object implements an interface, Comparable. This interface has a single method, compareTo() which allows us
to compare two items of the same type so that the sort() method knows what order to put them in.
Open which implements the Comparable interface (see the class heading), and fill in the
compareTo() method. This method is defined as returning zero if the two objects are equal, a negative value if
the calling object (this) is “less than” the parameter other, and a positive value if the calling object is “greater
than” other. Because we are sorting, “less than” means “belonging before.” We want higher frequency first; so
we should get a negative value if the frequency of this is larger. If two words have the same frequency, we
break the tie by putting them in alphabetical order based on the words themselves (for example, “ever”, “his”, and
“one” in the above figure), which we can get by calling compareTo() method on String object.
Write the body of compareTo. If necessary, write a simple main method in to make a few pairs
and see the results of comparing them. If your compareTo works, move to the next step.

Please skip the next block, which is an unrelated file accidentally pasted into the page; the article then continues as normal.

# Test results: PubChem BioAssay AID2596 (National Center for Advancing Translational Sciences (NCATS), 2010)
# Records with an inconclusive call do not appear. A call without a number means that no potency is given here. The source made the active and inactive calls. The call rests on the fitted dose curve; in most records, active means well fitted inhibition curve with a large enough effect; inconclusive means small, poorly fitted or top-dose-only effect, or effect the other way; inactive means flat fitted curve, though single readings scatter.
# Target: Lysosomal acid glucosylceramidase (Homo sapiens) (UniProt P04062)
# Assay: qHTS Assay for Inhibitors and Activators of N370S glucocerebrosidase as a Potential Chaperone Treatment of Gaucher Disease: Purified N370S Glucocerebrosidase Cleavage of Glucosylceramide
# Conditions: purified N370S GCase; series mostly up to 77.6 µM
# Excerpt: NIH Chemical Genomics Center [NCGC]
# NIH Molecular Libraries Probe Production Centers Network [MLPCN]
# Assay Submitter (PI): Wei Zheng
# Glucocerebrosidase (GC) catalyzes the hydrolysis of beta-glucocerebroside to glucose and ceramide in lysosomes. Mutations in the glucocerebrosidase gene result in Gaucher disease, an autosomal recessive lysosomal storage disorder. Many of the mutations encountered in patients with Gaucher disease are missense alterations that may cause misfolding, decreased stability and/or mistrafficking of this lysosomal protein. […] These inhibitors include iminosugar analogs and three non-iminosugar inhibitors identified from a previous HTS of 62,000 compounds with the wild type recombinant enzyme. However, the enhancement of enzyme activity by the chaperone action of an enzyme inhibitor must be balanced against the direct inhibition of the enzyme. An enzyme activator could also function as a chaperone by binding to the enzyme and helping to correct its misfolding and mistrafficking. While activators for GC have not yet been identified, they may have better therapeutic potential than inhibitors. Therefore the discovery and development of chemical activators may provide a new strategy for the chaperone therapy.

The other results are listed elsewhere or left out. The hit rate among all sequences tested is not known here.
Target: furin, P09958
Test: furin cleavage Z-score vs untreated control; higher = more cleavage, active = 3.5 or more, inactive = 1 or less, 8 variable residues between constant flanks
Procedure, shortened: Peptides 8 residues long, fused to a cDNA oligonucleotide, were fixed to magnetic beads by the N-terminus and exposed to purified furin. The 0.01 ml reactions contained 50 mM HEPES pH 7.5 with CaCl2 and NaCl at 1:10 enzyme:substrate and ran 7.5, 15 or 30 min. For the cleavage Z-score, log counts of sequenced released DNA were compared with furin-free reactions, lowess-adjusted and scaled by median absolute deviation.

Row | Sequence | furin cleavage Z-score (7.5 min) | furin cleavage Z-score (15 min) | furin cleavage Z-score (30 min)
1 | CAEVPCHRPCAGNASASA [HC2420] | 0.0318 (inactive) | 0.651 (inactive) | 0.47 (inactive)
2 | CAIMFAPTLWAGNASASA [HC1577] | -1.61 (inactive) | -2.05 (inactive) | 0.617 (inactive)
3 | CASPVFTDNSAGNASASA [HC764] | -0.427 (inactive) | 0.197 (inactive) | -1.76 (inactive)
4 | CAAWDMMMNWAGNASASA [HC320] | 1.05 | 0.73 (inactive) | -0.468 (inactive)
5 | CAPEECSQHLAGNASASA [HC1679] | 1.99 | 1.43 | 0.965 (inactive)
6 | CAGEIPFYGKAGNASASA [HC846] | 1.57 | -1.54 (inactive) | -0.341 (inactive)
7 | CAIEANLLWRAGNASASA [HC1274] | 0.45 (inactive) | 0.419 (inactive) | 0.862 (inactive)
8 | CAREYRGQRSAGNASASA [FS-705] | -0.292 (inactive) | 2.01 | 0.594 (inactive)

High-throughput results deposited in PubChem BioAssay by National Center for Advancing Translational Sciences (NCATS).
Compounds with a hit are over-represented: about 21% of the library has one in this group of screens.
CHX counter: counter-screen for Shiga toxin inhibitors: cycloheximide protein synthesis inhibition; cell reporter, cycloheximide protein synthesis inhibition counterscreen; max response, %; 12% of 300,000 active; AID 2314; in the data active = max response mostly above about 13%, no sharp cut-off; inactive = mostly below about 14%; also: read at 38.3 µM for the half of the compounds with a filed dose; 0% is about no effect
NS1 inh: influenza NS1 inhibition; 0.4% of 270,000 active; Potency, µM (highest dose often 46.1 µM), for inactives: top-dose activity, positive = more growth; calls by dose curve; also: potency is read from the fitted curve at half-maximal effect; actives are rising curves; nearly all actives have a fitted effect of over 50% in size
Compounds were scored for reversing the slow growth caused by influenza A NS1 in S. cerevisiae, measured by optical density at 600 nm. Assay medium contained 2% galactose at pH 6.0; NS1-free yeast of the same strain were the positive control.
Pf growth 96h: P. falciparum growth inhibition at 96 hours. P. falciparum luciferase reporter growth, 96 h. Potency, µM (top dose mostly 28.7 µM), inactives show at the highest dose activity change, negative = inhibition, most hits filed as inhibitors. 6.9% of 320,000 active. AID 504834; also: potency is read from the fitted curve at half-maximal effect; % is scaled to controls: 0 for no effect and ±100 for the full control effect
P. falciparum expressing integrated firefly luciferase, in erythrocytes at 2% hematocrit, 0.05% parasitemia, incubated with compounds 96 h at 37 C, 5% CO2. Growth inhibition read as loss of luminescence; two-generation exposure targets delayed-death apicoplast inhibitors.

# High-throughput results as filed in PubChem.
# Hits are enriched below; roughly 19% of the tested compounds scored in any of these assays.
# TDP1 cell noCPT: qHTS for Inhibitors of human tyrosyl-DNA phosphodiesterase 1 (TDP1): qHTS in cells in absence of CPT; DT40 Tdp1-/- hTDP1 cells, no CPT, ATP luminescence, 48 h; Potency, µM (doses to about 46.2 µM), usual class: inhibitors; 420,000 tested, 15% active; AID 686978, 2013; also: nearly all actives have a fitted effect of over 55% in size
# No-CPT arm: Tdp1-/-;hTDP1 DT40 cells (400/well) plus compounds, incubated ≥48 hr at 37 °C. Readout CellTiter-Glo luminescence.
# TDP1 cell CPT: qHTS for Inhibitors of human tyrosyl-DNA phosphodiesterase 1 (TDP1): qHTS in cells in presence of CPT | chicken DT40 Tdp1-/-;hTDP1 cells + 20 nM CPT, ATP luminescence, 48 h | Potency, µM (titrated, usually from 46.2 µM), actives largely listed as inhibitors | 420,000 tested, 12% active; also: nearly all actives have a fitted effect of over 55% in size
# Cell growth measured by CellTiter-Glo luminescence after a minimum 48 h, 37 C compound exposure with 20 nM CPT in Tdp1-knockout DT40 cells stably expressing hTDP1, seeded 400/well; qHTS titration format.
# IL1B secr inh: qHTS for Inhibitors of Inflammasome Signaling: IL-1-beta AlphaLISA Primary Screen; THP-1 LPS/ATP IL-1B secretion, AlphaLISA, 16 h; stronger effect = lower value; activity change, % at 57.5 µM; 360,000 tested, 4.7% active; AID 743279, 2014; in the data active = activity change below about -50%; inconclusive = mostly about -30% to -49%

Step #6: Back in, uncomment the line 57 that calls Collections.sort(pairs). This
method should work now because SIPair (the type of pairs) has the appropriate code in compareTo().
Compile and test the program.
In order to do this, you will store all the word/frequency pairs in “an ArrayList of
pairs” and sort them. Then, you will first need a Java class that represents those pairs.
Step #4: Open the file This is for a class which represents a pair
containing a String object and an int (see the instance variables).
Fix the toString() method so that it returns the string followed by a colon and space,
then the number (as seen in the figure).
Back in, uncomment the line 45 that creates an ArrayList of
these pairs (SIPair). Also, uncomment the line further down that prints pairs.
• See the types of ArrayList. pairs will hold objects of SIPair.
• On the other hand, words is an ArrayList object that holds String objects.
Step #7: Replace the statement that prints pairs (System.out.println (pairs)) with a loop that will write
each element in pairs on a line by itself. Make use of the toString() method you wrote in Step 4. Then, the
program should print the output similar to the one in the figure.
Compile and test everything with provided testing files, i.e., Ps132.
Make sure to understand how the Collection classes and SIPair work together to produce the output.
Important: After you email your files to the TA, delete your lab folder for the next
team. Your display will be available during the scheduled lab hours only.
What to submit
• Email and to your TA:
o 8:30 am session: to Drew at
o 1:15 pm session: to Brian at
o In the subject line, put “CSCI 235 Lab 11 (the first initial of your first name and your last name;
the first initial of the partner’s first name and the last name)”
§ For example, CSCI 235 Lab 11 (HKim; JSmith)